Exploitation of Glycobiology in Anti-Adhesion Approaches against Biothreat Agents
- *Corresponding Author:
- Prof. Lokesh Joshi
Aquila Bioscience Limited
Business Innovation Centre
National University of Ireland Galway
E-mail: [email protected]
Received Date: July 27, 2016; Accepted Date: September 01, 2016; Published Date: September 07, 2016
Citation: Utratna M, Deegan S, Joshi L (2016) Exploitation of Glycobiology in Anti-Adhesion Approaches against Biothreat Agents. J Bioterror Biodef 7:150. doi:10.4172/2157-2526.1000150
Copyright: © 2016 Utratna M, et al. This is an open-access article distributed under the terms of the Creative Commons Attribution License, which permits unrestricted use, distribution, and reproduction in any medium, provided the original author and source are credited.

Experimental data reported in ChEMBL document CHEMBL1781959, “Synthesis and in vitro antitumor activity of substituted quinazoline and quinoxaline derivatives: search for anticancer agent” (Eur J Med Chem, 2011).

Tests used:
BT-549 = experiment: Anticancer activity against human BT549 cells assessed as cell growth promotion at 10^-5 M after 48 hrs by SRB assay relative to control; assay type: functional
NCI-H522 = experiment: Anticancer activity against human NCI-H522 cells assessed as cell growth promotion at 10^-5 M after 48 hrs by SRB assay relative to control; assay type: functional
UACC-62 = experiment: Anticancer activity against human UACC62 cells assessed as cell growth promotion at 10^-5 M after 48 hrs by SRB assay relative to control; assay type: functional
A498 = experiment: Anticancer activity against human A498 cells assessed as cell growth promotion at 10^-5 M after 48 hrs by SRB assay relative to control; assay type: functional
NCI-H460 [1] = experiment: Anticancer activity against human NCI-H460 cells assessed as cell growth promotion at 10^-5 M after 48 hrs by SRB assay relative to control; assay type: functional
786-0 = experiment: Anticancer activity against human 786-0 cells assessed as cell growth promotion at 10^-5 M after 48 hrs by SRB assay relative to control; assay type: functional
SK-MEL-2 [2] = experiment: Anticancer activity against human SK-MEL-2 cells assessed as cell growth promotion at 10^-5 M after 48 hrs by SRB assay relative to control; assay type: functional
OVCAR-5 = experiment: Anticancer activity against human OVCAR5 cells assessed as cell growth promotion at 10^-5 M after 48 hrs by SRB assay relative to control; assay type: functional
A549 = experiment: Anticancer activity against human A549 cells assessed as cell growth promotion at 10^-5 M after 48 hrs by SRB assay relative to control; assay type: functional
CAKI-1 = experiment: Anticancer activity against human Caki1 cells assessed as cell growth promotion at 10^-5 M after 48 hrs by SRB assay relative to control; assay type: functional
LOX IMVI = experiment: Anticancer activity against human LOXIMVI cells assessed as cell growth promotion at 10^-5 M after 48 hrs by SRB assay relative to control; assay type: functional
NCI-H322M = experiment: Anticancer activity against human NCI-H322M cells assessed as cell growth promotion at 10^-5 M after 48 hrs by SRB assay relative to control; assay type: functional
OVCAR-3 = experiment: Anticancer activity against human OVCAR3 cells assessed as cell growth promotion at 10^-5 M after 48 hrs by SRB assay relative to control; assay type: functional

Pathogen adherence to a host cell is one of the first essential steps for establishing invasion, colonization and release of virulence factors such as toxins. Understanding the mechanisms used by pathogens and toxins to adhere and invade human cells could lead to the development of new strategies for preventing and controlling the spread of infectious diseases. This review focuses on carbohydrate-lectin interactions utilized by selected biothreat agents to bind and invade host cells. The principle of using anti-adhesion molecules, based on glycobiology research, has already been shown to be effective in the treatment of influenza. Therefore, translating the same principle to other biothreat agents that mediate invasion of a host cell through carbohydrate-lectin mechanisms is a very promising strategy. We investigate recent literature to highlight the latest developments in the field of glycobiology focused on inhibiting the initial steps of pathogen invasion, with examples for bacteria, toxin and virus interactions. The successful glycomimetics and glycoconjugates represent strategies for interruption of adhesion by single molecules and in multivalent systems against uropathogenic E. coli, several toxins (Shiga-like, cholera, botulinum) and well-known or emerging viruses (influenza, HIV, Ebola, and Zika). This review provides promising directions and prophylactic as well as therapeutic potential of anti-adhesive strategies against selected biothreat targets.